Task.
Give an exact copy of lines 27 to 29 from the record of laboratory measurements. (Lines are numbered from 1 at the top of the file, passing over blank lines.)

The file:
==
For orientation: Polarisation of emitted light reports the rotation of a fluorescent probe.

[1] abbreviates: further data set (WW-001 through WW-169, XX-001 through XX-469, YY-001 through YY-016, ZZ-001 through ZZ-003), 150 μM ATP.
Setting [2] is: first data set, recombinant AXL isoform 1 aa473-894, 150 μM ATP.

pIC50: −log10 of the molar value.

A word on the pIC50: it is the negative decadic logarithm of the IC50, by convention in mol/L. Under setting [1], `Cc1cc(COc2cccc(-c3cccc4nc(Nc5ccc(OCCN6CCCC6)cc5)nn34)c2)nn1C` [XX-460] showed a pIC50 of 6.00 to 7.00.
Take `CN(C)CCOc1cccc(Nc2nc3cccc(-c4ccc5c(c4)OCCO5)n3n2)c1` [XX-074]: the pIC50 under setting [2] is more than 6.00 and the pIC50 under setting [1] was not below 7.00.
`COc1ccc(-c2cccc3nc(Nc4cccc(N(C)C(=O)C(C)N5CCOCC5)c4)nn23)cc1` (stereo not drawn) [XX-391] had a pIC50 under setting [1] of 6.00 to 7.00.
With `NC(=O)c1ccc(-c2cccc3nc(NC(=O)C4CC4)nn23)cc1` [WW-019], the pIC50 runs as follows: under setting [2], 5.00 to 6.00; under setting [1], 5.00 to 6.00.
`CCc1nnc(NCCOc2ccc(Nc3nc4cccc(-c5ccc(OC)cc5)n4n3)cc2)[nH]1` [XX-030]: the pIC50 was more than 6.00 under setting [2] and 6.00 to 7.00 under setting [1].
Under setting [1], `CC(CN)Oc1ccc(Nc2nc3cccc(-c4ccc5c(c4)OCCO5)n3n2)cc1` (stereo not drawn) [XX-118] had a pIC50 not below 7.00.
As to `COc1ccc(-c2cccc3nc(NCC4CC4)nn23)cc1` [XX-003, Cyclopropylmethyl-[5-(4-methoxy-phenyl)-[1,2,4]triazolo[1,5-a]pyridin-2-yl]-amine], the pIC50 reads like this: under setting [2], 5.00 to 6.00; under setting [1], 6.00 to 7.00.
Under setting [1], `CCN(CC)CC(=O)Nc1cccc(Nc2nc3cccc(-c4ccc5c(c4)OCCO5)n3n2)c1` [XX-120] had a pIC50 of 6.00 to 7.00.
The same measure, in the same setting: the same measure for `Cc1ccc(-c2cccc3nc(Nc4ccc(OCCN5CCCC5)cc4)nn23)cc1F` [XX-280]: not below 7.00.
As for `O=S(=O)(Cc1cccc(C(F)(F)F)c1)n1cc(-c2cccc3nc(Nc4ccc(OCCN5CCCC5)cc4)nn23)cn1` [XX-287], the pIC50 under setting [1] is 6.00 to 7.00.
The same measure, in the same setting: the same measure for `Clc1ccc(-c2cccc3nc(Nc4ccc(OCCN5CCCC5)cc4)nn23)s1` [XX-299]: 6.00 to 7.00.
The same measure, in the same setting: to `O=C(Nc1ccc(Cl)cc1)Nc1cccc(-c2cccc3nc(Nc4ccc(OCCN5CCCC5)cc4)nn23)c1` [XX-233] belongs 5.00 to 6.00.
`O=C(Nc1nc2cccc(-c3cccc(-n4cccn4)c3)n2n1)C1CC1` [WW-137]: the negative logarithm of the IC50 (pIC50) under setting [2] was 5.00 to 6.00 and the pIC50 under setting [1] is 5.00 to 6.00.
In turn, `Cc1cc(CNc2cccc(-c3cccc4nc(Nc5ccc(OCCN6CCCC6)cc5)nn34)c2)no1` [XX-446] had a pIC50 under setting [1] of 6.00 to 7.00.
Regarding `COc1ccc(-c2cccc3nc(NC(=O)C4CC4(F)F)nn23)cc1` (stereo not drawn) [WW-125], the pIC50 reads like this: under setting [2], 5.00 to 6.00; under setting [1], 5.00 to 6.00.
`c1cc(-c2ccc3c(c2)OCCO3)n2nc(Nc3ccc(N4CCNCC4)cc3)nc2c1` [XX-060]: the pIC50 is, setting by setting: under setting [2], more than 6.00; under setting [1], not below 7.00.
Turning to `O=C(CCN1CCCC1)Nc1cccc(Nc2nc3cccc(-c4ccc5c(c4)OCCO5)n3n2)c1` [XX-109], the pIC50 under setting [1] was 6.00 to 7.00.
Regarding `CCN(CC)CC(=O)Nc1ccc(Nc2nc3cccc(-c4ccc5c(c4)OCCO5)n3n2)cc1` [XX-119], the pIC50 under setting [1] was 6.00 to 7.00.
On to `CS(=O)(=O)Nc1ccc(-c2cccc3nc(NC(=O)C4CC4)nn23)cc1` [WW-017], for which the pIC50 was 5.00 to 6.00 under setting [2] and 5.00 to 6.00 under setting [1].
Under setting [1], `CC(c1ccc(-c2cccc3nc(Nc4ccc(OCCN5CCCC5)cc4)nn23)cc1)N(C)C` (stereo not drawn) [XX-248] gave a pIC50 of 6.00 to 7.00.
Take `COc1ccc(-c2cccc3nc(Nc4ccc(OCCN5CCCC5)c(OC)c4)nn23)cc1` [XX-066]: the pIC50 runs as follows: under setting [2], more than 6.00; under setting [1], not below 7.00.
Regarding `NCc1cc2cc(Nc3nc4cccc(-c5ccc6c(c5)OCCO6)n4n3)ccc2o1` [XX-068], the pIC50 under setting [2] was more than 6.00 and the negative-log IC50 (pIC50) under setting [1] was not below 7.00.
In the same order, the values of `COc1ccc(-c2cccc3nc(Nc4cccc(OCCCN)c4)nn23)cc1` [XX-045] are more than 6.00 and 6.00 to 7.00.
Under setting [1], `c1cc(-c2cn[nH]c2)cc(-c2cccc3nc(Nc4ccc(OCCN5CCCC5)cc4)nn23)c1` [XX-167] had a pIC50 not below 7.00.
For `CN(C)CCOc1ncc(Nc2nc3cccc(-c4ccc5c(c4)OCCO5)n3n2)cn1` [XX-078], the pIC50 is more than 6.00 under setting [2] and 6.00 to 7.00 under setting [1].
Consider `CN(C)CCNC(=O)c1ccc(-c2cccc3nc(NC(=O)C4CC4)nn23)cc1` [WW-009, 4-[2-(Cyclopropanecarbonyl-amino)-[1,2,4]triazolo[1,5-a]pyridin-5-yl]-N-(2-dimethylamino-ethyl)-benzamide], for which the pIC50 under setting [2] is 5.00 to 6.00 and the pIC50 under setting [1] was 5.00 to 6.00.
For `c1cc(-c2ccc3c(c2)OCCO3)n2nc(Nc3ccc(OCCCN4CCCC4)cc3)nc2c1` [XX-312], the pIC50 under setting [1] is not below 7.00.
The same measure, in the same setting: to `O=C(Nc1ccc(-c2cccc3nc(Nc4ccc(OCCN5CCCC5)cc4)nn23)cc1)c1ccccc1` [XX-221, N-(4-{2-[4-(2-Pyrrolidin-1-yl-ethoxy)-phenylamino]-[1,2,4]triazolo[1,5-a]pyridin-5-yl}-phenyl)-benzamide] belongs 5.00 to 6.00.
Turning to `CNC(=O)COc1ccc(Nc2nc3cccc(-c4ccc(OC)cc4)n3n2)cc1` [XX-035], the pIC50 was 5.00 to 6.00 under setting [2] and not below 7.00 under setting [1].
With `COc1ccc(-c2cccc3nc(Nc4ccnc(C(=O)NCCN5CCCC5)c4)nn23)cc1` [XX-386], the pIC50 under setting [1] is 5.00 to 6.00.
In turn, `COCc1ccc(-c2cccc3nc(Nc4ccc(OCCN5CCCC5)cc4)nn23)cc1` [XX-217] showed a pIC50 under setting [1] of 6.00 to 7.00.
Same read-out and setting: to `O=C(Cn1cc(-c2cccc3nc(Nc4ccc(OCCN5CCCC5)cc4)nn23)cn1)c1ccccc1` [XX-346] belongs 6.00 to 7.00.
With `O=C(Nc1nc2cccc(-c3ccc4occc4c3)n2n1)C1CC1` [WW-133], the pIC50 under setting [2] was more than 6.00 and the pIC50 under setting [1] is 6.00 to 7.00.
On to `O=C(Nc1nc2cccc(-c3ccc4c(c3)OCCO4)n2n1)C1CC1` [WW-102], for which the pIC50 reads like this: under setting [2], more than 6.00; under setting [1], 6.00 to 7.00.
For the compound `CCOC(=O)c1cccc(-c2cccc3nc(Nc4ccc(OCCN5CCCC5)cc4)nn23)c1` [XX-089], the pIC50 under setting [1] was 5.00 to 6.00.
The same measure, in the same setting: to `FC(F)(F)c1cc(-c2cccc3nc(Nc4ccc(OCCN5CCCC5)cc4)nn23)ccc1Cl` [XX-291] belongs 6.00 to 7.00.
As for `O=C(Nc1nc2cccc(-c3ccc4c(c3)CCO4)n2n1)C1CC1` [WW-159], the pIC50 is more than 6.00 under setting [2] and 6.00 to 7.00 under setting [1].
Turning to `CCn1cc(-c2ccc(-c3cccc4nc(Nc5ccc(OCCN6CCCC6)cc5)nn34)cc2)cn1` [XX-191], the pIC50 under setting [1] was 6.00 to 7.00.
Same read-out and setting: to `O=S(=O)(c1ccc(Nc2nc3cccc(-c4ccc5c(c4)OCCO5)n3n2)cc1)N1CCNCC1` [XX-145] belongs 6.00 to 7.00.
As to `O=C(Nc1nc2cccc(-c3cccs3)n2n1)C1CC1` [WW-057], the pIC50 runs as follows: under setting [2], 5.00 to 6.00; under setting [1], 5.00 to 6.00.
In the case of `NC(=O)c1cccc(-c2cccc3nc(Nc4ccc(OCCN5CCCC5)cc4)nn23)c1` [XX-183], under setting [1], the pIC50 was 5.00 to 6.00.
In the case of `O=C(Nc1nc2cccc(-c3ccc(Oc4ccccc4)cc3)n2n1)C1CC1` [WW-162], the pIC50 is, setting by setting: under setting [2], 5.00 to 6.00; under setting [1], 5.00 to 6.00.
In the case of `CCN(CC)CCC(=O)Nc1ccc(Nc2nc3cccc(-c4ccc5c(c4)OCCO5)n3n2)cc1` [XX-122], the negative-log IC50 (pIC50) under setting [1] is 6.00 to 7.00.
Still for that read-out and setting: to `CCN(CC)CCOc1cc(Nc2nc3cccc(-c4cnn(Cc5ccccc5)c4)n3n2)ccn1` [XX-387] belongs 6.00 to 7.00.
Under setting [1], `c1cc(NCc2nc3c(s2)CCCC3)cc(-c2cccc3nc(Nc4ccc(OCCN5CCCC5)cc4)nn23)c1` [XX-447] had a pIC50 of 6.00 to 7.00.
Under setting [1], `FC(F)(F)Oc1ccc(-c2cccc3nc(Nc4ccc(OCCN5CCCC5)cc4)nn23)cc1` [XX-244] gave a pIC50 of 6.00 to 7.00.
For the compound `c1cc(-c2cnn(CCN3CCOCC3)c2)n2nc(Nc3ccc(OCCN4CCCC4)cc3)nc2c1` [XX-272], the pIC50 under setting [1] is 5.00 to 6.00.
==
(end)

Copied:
In the same order, the values of `COc1ccc(-c2cccc3nc(Nc4cccc(OCCCN)c4)nn23)cc1` [XX-045] are more than 6.00 and 6.00 to 7.00.
Under setting [1], `c1cc(-c2cn[nH]c2)cc(-c2cccc3nc(Nc4ccc(OCCN5CCCC5)cc4)nn23)c1` [XX-167] had a pIC50 not below 7.00.
For `CN(C)CCOc1ncc(Nc2nc3cccc(-c4ccc5c(c4)OCCO5)n3n2)cn1` [XX-078], the pIC50 is more than 6.00 under setting [2] and 6.00 to 7.00 under setting [1].